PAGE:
Shell’s board of directors sued for ‘failing to properly prepare’ for the energy transition

A Shell logo seen at a petrol station in London. A court in The Hague has ordered oil giant Shell to reduce its carbon emissions by 45% compared to 2019 levels by 2030, in what is widely seen as a landmark case.
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Shell‘s board is being sued for failing to prepare the multinational oil and gas company for the transition away from fossil fuels.

Environmental law firm ClientEarth, a Shell shareholder, said Tuesday that it had notified Shell of its claim against the company’s 13 executive and non-executive directors. It argues the board’s failure to implement a climate strategy that truly aligns with the landmark Paris Agreement is a breach of their duties under English law.

The case is thought to mark the first-ever attempt at holding a company’s board of directors personally liable “for failing to properly prepare for the net zero transition.”

“Shell is seriously exposed to the physical and transitional risks of climate change, yet its climate plan is fundamentally flawed,” Paul Benson, a ClientEarth lawyer, said in a statement.

“The longer the Board delays, the more likely it is that the company will have to execute an abrupt ‘handbrake turn’ to retain commercial competitiveness and meet the challenges of inevitable regulatory developments,” Benson said.

The not-for-profit group, which has a strong track record of winning climate-related cases, says it has notified Shell and will await the firm’s response before formally filing papers in the High Court of England and Wales for permission to bring the claim.

If the legal case is ultimately successful, the court could force Shell’s board to align its climate strategy with the goals of the 2015 Paris Agreement. It could also declare that Shell’s board is in breach of its legal duties. If the claimants lose, however, they could be liable for the full costs of the case.

In response to the legal action, Shell told CNBC via email that it was delivering on its global strategy that supported the Paris accord. This includes plans to transform its business “to provide more low-carbon energy for customers,” the company added.

The Paris Agreement aims to pursue efforts to limit global heating to 1.5 degrees Celsius above pre-industrial levels by slashing greenhouse gas emissions.

To be sure, it is the burning of fossil fuels, such as oil and gas, that is the chief driver of the climate emergency.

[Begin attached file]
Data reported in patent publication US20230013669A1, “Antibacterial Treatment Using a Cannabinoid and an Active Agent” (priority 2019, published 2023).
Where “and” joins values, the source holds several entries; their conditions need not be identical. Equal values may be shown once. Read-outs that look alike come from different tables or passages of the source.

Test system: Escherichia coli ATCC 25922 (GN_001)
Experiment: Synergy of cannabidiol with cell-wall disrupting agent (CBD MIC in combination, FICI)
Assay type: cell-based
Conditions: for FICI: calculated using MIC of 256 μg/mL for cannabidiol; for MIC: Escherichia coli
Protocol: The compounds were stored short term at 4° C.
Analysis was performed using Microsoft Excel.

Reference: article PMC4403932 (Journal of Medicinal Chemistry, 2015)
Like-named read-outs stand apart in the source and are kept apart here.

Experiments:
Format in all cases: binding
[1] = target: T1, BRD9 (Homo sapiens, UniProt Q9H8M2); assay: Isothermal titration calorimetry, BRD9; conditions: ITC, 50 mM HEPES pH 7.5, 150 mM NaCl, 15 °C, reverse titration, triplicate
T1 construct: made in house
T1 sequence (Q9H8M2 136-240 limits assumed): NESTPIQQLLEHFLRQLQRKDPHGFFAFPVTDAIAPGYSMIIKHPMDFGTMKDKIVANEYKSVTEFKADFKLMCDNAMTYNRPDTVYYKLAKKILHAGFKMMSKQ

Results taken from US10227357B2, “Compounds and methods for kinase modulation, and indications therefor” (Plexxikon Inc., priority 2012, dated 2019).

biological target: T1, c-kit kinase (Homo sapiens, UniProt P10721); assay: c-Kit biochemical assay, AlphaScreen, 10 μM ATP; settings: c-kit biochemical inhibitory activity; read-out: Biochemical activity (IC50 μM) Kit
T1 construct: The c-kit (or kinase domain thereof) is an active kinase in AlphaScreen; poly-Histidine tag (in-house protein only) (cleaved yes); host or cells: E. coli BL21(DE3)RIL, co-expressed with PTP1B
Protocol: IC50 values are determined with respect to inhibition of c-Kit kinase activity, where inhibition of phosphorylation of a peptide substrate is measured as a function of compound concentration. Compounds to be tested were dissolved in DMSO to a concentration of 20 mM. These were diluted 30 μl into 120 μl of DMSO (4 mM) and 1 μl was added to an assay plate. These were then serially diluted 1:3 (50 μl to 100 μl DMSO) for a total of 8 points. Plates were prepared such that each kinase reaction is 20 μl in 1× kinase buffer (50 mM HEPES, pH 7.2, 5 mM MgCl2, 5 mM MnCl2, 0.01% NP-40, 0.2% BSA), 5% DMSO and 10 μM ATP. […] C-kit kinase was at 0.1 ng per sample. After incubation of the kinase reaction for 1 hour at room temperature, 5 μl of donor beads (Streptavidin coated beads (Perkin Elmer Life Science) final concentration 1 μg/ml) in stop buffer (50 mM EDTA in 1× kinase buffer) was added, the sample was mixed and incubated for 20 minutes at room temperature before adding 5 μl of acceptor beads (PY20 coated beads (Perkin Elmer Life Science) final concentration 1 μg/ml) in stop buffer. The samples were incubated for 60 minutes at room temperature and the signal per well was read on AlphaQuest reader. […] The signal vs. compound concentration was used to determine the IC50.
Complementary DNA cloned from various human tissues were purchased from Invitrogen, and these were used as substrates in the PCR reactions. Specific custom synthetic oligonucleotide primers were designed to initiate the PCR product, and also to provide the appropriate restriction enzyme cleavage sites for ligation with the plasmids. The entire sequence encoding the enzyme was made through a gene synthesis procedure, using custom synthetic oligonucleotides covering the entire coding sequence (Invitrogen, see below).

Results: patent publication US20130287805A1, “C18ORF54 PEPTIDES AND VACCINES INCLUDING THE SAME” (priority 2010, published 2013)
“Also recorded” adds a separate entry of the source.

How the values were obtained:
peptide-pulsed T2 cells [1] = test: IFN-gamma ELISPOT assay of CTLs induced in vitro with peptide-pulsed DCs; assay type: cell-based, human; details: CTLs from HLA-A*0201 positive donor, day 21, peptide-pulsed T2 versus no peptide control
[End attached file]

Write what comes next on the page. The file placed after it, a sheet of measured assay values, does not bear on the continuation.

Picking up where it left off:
“Addressing a challenge as big as climate change requires action from all quarters. The energy supply challenges we are seeing underscore the need for effective, government-led, policies to address critical needs such as energy security while decarbonising our energy system,” a spokesperson for Shell said. “These challenges cannot be solved by litigation.”

Shares of Shell dipped 0.8% during early afternoon trade in London. The firm’s stock price is up more than 17% year-to-date.

Long-term interests

ClientEarth says it is acting in the best long-term interests of Shell by pursuing shareholder litigation. It claims the Shell board’s mismanagement of climate risk puts its directors in breach of their duties under the U.K. Companies Act. This law stipulates directors are legally required to promote the firm’s success and to exercise reasonable care, skill and diligence.

ClientEarth has called on other shareholders to join the legal action, saying many of Shell’s largest institutional shareholders have expressed concern about the firm’s climate strategy.

At the firm’s annual general meeting last year, more than 30% of shareholders voted against the board in support of a resolution calling for Paris-aligned emissions targets.

Shell has faced legal action over its climate strategy before.

In May 2021, a Dutch court ordered the oil giant to reduce its global carbon emissions by 45% by the end of 2030, compared with 2019 levels. It also said Shell is responsible for its own carbon emissions and those of its suppliers, known as Scope 3 emissions.

Shell is appealing the ruling.

The legal case comes at a time when Russia’s onslaught on Ukraine has triggered the biggest energy market shock in decades, with oil prices soaring to multi-year highs as international allies imposed a barrage of sanctions on Russia’s corporate and financial system.

Last month, Shell CEO Ben van Beurden described 2021 as a “momentous year” for the company after rebounding commodity prices resulted in a sharp upswing in profit.

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